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Minnesota OSHA Issues Virus Guidance for Meat Packing Plants

April 20, 2020, 10:16 PM

Minnesota’s state worker safety agency, faced with growing numbers of coronavirus cases linked to meatpacking, issued guidance processing plants should follow.

The Minnesota Occupational Safety and Health Administration recommended Monday that all workers and guests have their temperatures checked, and if the measurement is higher than 99.5 degrees, they should be referred to medical staff to decide if they should be sent home.

The agency also called for operational changes such as adjusting workstations so that a 6-foot spacing is maintained between workers, or if that can’t be consistently maintained, then barriers should be installed. In addition, the state recommended slowing production lines to allow increased space between employees.

Employers also should be flexible in offering paid sick leave and not requiring workers to first obtain a doctor’s order before being approved for leave, the guidance said.

The guidance reminded employers that the state’s Packinghouse Workers Bill of Rights law (Minnesota Statute 179.86) requires “employers to provide workers a safe workplace and the equipment necessary to safely perform their work.”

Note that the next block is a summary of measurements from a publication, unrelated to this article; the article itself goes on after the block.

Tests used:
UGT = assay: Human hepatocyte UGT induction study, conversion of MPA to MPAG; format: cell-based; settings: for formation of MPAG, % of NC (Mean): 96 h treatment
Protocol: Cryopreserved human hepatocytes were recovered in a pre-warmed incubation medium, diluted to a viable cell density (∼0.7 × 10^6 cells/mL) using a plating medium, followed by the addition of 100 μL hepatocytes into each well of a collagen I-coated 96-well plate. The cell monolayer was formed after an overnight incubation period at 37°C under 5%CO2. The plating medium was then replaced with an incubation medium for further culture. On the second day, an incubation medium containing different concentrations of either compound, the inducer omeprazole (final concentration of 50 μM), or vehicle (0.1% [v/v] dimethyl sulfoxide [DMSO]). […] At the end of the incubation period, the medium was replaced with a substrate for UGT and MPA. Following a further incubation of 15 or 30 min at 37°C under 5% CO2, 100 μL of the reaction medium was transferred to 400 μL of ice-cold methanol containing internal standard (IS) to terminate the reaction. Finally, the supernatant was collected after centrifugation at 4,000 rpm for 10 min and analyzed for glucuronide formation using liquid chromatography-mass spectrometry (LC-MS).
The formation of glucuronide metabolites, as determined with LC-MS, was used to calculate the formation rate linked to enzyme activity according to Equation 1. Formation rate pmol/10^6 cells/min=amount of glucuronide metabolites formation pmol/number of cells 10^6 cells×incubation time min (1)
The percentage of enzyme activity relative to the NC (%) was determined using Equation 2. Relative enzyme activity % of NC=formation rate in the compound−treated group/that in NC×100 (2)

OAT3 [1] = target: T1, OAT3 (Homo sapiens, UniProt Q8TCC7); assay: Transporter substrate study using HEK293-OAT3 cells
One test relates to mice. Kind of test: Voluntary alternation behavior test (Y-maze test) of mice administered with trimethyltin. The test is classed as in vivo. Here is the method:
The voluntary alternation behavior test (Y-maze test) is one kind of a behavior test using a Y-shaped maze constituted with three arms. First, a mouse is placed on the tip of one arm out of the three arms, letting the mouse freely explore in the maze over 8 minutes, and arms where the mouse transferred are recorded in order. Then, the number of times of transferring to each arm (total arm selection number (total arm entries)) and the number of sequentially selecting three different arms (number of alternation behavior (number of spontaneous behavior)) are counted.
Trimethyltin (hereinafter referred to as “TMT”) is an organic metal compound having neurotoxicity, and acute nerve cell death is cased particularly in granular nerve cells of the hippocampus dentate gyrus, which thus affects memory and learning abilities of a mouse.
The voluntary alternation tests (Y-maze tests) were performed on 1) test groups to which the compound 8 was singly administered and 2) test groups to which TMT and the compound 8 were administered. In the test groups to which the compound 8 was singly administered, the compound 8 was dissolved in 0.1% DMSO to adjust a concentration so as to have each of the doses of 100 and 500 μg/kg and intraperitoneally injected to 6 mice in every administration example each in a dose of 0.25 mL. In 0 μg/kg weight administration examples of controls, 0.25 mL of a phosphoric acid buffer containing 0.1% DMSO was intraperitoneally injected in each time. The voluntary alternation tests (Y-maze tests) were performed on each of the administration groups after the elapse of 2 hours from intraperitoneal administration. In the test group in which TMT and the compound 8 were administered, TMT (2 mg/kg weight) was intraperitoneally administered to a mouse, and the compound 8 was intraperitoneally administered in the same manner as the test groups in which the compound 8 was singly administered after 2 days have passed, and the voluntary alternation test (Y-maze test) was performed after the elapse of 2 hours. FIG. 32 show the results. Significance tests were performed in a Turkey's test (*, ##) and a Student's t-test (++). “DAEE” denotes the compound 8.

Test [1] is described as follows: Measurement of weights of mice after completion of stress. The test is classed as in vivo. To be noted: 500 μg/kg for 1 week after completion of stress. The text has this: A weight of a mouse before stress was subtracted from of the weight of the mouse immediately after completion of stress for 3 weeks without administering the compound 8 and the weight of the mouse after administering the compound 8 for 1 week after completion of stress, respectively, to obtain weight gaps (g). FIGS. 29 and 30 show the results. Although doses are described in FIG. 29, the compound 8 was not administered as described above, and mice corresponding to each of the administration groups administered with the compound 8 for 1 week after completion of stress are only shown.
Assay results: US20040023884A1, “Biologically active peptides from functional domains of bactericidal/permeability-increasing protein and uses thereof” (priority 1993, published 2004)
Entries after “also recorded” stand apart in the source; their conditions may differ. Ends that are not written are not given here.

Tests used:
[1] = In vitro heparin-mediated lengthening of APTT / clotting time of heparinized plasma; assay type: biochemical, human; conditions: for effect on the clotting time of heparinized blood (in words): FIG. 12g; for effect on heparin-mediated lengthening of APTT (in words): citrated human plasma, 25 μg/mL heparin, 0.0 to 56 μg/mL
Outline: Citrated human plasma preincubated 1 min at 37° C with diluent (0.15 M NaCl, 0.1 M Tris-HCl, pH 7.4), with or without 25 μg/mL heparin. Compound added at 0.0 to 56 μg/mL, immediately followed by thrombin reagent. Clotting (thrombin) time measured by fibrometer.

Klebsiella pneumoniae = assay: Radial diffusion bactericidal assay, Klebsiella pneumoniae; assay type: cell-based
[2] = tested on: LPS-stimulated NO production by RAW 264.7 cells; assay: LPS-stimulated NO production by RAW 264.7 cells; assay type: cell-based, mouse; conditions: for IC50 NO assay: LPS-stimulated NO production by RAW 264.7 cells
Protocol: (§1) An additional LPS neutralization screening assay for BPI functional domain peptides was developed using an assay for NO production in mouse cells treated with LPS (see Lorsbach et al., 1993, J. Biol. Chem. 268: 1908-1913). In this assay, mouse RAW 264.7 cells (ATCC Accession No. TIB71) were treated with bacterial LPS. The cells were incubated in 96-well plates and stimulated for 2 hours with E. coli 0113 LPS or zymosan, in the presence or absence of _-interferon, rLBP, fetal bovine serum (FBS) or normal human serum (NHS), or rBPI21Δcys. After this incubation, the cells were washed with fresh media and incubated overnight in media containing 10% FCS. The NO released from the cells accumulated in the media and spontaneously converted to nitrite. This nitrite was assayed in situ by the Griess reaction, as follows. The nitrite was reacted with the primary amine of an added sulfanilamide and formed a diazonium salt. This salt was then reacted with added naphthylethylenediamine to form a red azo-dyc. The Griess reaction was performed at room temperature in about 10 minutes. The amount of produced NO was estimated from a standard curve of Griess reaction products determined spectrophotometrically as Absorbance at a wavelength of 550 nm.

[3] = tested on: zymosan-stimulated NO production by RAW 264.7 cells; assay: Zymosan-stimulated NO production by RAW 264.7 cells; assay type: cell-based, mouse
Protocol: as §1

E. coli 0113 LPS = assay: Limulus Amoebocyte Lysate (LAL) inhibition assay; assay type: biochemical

Meatpacker Temporarily Shuts Plant

Meatpacker JBS USA announced Monday that it would close a pork processing facility in Worthington, Minn., that employs about 2,000 workers after a coronavirus outbreak.

“As we all learn more about coronavirus, it is clear that the disease is far more widespread across the U.S. and in our county than official estimates indicate based on limited testing,” said Bob Krebs, president of JBS USA Pork.

The company will continue to pay its team members during the plant closure.

As of Monday, Minnesota’s state health department reported 143 deaths and 602 hospitalizations out of 2,470 positive cases.

To contact the reporter on this story: Bruce Rolfsen in Washington at

To contact the editors responsible for this story: Karl Hardy at; Martha Mueller Neff at